Want an example of the parallels?  Here's a minor one:  Republican presidents have, on the whole, had more success since World War II in negotiating with our enemies than Democratic presidents.  (Think of Nixon's opening to China, if you need an example.)   Similarly, British Prime Minister Salisbury was more successful negotiating with European powers than his Liberal rival, William Gladstone.   Gladstone, like Jimmy Carter, annoyed many other leaders with his open religiosity.   (There's a famous quip that captures that annoyance:  "I don't object to Gladstone always having the ace of trumps up his sleeve, but merely to his belief that the Almighty put it there.")

If those parallels are what most interest you about the book, then you do have to study it because Massie structured his history in a way that is fascinating, and difficult.  The book is (mostly) a series of mini-biographies of the leaders of the European nations involved in the naval arms race that began with the revolutionary British ship, Dreadnought.  Chapter 19, for instance, is titled "Joseph Chamberlain and Imperial Preference".  (If you are wondering what that's about, you can find some answers here.)

The mini-biographies are fascinating; Massie has a wonderful set of characters to work with, and a gift for finding the anecdotes that make them come to life.

But they also break up the underlying narrative, the story of the naval arms race that led to World War I, so a reader who is interested in that has to skip back and forth in the book.

(A minor but important technical point:  In general, guns are compared by their diameters; we say, for instance, that the Iowa class had 16-inch guns.  It is easy, if you haven't followed military affairs, to slip into thinking that the shells from these guns are proportional to their diameters, rather than their volumes.  Everything else being equal, a 16-inch shell will have about four times the volume of a 10-inch shell.)
- 1:22 PM, 21 October 2014   [link]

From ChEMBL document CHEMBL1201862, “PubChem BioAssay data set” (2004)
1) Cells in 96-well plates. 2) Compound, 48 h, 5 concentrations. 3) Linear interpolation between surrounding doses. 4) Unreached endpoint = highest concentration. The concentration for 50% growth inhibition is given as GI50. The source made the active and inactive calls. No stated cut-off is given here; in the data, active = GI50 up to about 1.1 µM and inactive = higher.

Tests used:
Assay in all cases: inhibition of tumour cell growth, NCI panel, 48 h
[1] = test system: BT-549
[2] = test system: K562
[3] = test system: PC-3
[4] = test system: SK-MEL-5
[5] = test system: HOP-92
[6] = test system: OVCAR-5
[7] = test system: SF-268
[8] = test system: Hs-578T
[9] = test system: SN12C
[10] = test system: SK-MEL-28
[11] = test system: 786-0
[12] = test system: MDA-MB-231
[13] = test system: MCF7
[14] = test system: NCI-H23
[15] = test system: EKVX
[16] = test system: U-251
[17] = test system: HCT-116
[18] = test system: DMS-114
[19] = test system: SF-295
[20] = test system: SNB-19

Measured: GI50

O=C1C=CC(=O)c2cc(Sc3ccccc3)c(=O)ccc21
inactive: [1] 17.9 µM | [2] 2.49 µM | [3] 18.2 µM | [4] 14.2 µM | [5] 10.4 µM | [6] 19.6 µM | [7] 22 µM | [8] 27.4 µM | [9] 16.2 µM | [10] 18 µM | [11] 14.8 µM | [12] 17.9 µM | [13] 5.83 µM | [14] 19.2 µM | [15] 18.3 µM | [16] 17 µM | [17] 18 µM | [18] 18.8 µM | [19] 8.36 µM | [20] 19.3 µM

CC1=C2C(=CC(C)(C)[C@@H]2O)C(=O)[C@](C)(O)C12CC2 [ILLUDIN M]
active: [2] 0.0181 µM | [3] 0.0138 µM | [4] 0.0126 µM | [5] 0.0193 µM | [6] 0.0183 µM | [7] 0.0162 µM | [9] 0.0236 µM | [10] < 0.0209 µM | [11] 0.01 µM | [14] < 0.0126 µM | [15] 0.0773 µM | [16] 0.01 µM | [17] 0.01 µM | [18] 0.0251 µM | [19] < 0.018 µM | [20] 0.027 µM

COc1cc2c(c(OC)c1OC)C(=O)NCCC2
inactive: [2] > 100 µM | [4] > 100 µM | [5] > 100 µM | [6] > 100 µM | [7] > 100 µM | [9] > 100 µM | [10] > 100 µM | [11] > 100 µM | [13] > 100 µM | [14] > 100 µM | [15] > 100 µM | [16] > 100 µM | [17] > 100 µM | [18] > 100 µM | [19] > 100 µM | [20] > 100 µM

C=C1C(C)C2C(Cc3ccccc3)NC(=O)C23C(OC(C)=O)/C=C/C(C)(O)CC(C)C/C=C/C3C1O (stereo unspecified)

Karl Rove As "Satan" For Some On The Right?  It is not surprising that Karl Rove became a kind of "Satan" figure for many on the left.  After all, Rove managed two winning gubernatorial campaigns for George W. Bush in Texas, two winning presidential campaigns for Bush, and a winning off-year election in 2002.

And Rove has been trying, with somewhat less success, to defeat Democrats since then.

But what is surprising is that Rove has become a similar "Satan" figure for some on the right.
Karl Rove targets attorney general race in California.”  “Who’s afraid of Kamala Harris? Karl Rove!” “Karl Rove Attacks — We Need Your Help!”  Karl Rove’s starring role in the 2010 California attorney general’s race came as a surprise to Karl Rove, who wasn’t actually involved in that particular contest.  This happens with him all the time.   For the Left, Rove served for many years as the go-to bogeyman, the marquee name with which to conjure before Democrats discovered Charles and David Koch.  “Karl Rove” was how the Left pronounced “Satan.”

What has been peculiar in the years since then is Rove’s transformation from left-wing hate totem to right-wing hate totem, an all-purpose villain whose name is used liberally by tea-party groups and conservative populists raising funds for races in which he has no involvement.  On and on they go: “Don’t let Karl Rove squish Allen West!”  “Gingrich: We can’t let Karl Rove and a bunch of billionaires handpick GOP candidates for Senate.”
Kevin Williamson explains why those attacks on Rove from the right are unwarranted, explains, for instance, that Rove has generally stayed out of Republican primaries.

It's a good read for anyone who usually votes Republican, or for anyone who just wants to understand some of the stresses in the Grand Old Party.

(For a very crude example of the attacks on Rove, take a look at the first comment, here.)
- 1:10 PM, 20 October 2014   [link]

The Chicago Tribune Says That Senator Dick Durbin Is A Hyper-Partisan Obstructionist And Often Wrong On The Issues:  And that's in their editorial endorsing him.